Tom Kontos, ADESA executive vice president and chief economist, said the increase in the average price disguised the fact that truck prices were up, while car prices were down. “Price softening driven by supply growth remains a visible undercurrent,” he noted.
Help With Remarketing
At the AFSA’s Vehicle Finance Conference, one auto finance executive said he was concerned because a couple of OEMs he wouldn’t name had approached him for help remarketing an overabundance of off-lease cars.
“We don’t do leasing,” said Ian Anderson, president of Westlake Financial Services. “But one manufacturer called us and asked us what to do with an increase of 90,000 off-lease returns, and how that would affect their valuations. Two of them have called us.”
Anderson predicted used-car prices would decline more steeply in the third and fourth quarter of this year, due to rental car companies reducing their fleets, higher repossessions following tax season, and off-lease returns. “I think it’s going to slide,” he said.
Meanwhile, Chicago-area dealer Joe Castle said at the AFSA conference that he is seeing auto lenders relax their approval standards to get more business, beyond what he considers reasonable.
“When everything hit in ’08 and ’09, everything was over-tightened, and you couldn’t get a contract for a 700 [credit score] who had been with that lender for their entire life. On the other hand, what does worry me is a lender waiving stips (stipulations) on 550 credit scores,” he said.
“Don’t get me wrong, it’s revenue; I like the money. But when am I going to have to pay it back to the market? I tell my guys, ‘Don’t be a greedy pig,’ because we’re going to get slaughtered,” he said. Castle is the dealer principal of Castle Auto Group.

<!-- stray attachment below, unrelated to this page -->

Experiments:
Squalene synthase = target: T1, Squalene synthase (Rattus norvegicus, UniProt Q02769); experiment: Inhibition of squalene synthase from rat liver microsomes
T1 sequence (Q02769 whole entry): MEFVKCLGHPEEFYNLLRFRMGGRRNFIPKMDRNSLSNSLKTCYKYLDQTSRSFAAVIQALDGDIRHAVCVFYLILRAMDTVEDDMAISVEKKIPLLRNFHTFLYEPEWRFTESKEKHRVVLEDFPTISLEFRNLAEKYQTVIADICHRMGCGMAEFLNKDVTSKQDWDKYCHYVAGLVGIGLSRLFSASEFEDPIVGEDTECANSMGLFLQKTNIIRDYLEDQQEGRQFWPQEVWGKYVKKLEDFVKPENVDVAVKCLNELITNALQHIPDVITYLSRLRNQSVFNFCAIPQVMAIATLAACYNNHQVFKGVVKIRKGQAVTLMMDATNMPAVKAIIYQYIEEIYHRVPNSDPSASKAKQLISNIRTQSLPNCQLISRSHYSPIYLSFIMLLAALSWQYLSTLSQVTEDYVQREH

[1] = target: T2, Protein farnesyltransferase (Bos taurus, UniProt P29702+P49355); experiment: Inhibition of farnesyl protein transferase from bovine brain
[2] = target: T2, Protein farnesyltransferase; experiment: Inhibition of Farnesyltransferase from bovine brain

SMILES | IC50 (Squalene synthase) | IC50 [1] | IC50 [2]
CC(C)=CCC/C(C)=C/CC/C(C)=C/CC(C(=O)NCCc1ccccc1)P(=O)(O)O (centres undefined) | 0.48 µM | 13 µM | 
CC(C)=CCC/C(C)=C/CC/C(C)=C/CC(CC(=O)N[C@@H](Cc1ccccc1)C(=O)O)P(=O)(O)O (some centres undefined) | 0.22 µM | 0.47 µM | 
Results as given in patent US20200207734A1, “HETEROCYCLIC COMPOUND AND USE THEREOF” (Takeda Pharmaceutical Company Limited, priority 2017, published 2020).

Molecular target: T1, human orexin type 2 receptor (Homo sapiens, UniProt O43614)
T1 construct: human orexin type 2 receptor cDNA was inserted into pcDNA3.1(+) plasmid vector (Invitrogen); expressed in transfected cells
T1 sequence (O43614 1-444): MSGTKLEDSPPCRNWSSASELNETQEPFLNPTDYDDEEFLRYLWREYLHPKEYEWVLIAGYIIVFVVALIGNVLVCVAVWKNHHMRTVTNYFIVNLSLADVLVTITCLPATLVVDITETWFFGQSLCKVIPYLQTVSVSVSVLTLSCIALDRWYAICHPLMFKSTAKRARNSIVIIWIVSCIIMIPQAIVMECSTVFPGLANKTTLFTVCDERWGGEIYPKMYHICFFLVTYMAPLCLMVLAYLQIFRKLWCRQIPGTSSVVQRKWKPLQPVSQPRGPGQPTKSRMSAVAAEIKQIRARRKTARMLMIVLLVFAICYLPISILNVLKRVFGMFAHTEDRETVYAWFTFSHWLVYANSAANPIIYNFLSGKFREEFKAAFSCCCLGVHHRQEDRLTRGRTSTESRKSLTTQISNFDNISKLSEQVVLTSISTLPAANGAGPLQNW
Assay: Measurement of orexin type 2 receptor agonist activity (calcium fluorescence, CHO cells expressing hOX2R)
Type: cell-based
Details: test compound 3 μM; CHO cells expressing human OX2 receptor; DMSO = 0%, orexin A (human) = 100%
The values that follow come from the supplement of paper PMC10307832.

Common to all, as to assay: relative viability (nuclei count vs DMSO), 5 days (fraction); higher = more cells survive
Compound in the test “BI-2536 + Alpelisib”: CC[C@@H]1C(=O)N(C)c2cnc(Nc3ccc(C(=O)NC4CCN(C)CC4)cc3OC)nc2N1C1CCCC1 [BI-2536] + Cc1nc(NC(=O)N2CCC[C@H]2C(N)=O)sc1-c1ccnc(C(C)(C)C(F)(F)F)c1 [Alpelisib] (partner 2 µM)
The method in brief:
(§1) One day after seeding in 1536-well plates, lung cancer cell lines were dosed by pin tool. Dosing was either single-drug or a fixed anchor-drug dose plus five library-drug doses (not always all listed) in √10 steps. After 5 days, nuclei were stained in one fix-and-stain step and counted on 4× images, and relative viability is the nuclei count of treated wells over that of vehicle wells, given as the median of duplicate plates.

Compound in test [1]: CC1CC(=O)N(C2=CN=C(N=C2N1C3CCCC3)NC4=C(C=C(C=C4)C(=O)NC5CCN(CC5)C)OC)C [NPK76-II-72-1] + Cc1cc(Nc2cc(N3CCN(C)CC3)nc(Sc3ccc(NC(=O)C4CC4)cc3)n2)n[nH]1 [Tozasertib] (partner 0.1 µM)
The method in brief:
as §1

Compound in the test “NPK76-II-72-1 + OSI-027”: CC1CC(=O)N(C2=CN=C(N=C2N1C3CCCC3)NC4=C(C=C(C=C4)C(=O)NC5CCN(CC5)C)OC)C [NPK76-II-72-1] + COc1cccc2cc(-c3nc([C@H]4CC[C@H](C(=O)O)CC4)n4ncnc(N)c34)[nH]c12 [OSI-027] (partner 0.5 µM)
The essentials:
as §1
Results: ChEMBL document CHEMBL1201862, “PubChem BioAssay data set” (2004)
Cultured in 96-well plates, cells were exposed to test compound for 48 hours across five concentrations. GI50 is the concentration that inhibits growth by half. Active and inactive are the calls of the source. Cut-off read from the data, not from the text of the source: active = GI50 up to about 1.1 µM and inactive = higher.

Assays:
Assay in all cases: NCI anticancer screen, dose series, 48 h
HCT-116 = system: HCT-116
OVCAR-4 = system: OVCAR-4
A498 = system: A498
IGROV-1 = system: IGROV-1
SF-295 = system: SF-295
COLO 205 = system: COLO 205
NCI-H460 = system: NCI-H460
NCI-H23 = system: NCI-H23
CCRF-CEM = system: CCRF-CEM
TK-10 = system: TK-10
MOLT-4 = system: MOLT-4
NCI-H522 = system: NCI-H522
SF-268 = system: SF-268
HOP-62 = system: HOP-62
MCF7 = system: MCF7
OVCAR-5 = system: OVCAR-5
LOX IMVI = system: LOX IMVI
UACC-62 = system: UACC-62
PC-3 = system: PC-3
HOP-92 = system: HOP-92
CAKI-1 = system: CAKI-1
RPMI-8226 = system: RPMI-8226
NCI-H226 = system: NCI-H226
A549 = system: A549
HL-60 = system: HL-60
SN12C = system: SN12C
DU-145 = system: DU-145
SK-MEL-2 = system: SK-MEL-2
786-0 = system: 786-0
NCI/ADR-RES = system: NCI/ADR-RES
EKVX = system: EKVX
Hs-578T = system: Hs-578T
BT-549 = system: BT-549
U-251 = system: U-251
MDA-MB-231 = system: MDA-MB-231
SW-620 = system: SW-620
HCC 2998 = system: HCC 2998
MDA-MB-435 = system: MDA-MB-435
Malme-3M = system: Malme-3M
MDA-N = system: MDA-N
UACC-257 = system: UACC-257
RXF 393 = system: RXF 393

Long, Long Loans
Stretching loan terms are another common concern, since longer terms mean customers are more likely to be upside down on their vehicles at trade-in time. Nevertheless, longer terms are popular because they keep monthly payments down.
In the fourth quarter of 2015, the average new-car loan term was 67 months, up one month from a year ago, according to Experian Automotive. The 73- to 84-month loan category was the fastest-growing category, Experian said.
David Paul, senior vice president of financial services for American Honda Finance Corp., said his company strictly limits 84-month approvals. “We take a more conservative view on 84 months. Eighty-four months is less than 1% of our book. Our view is, long term that may not be good for the customer. Long term, we are seeing an uptick in negative equity and that’s a concern,” he said at the Vehicle Finance Conference.
John Hyatt, head of the indirect lending group at U.S. Bank, said the bank is reluctantly “looking at ways” to offer 84-month loans. “It’s very dangerous for the dealer because the (trade-in) cycle is so long, and they come up so far upside down,” he said. By approving such long loans, “We are doing a disservice to the dealer,” Hyatt added.
Jim Henry is a freelance writer based in the greater New York city area. Contact him at [email protected]